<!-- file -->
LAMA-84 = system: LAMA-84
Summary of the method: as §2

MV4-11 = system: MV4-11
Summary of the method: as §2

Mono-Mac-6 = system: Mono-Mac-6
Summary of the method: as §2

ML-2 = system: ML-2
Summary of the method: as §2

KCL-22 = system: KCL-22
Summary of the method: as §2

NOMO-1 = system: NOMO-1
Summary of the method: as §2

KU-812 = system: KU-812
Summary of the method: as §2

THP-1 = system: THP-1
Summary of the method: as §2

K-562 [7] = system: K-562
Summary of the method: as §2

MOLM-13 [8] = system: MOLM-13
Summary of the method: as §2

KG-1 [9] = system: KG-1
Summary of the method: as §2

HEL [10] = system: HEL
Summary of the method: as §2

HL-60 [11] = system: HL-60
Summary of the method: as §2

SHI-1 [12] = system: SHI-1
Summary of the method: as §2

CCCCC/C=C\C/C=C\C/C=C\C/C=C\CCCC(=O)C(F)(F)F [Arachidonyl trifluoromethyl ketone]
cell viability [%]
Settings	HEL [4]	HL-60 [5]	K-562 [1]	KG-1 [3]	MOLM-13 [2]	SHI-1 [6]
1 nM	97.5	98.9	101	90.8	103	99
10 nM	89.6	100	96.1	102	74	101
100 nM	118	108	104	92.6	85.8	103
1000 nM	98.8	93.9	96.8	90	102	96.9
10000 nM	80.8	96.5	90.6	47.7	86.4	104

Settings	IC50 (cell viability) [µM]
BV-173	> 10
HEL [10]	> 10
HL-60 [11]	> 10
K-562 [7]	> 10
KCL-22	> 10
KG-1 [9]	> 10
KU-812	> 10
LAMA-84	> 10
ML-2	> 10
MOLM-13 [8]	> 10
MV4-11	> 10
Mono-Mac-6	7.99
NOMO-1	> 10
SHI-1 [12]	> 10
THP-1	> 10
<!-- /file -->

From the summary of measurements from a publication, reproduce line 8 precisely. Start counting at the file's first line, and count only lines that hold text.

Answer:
Summary of the method: as §2